Think about strawberry jam—the sweet, gooey, red stuff that gets slathered on toast. Or maybe a bagel.
(Simple so far, no?)
In the 1980s, food technologists at Consumer Reports conducted
extensive taste tests on 45 types of strawberry jam.
That’s a lot of jams.
The experts rated five jams as the best.
(Still pretty simple, no?)
Professor Timothy Wilson of the University of Virginia—same guy who would do an experiment proving people would rather self-administer electric shocks than sit still—decided to replicate the 45-jam taste test with his undergraduate students.
He chose the jams ranked by the experts as 1st, 11th, 21st, 31st, and 41st and then asked hundreds of participants to rate the five.
Students consistently rated their preference of jams, first to fifth, identically to the experts’ ratings.
(Still, this is working out, right?)
Wilson then taught his students 16 characteristics that the experts had used to rate the 45 different strawberry jams.
When the students were given the same jams to rate, but were asked this time to use the new vocabulary in their evaluations, the ratings went haywire.
Jams previously enjoyed were poorly rated, and midrange jams went up and down in ratings.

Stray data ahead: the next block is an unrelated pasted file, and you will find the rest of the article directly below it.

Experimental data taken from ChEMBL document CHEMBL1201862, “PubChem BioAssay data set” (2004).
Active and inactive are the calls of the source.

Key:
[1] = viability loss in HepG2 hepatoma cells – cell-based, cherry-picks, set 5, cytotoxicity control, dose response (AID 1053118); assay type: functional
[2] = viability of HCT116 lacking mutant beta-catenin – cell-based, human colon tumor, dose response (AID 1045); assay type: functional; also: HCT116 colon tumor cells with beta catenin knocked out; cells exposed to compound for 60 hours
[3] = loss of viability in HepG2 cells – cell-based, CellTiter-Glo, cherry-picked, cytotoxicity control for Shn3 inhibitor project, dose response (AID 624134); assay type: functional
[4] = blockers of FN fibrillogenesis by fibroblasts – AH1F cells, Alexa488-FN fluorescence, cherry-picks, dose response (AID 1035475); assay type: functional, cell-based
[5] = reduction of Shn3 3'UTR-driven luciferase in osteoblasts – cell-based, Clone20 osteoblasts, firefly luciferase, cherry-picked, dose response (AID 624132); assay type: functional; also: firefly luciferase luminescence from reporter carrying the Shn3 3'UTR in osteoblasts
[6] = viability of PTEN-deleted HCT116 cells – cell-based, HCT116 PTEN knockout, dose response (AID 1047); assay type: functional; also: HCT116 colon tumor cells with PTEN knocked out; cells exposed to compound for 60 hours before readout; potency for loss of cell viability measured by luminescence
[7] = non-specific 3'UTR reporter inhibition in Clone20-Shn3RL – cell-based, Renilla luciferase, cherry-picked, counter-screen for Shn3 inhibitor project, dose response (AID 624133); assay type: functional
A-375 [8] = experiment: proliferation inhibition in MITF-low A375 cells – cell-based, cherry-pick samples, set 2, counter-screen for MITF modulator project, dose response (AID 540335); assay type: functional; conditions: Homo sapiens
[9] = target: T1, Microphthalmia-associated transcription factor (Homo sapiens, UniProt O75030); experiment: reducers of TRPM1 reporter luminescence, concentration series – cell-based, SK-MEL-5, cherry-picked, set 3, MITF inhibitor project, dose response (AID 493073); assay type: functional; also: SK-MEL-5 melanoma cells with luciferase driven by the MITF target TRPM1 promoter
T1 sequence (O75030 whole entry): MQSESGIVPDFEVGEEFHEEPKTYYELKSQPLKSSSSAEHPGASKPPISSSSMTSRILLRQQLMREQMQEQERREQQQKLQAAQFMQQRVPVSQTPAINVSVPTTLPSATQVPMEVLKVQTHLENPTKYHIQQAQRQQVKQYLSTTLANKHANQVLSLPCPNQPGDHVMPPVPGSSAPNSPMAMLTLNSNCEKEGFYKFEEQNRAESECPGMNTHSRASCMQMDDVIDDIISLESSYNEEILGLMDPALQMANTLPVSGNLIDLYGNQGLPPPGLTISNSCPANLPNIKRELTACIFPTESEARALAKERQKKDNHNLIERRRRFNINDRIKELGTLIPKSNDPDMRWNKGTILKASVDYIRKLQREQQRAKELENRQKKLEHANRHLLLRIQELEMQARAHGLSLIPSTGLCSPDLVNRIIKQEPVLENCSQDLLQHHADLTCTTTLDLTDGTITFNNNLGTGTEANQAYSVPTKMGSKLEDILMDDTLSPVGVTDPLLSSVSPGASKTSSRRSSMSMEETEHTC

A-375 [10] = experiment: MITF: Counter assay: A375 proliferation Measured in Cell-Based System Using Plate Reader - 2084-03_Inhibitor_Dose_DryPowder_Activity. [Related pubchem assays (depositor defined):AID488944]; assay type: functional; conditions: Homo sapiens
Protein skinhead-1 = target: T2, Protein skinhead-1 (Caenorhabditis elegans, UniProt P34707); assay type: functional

In trying to concoct academic explanations as to why they liked one jam more than another, the students were rating jams with their minds.
(Things got complicated by too much thinking, right?)
** Kids **
I remember taking my kids to the park when they were little ones, and each would immediately befriend a kid or two at the playground.
How did they decide who they liked?
With a ledger sheet? Using logic?
They just knew.
Without a lot of thought.
(Sometimes it’s easier if we don’t overthink things.)
** End **
Here’s a life hack: when you have found something on a menu that you think you would enjoy, close the menu.
It will help you from overthinking.
Trust yourself–not your thinking–more.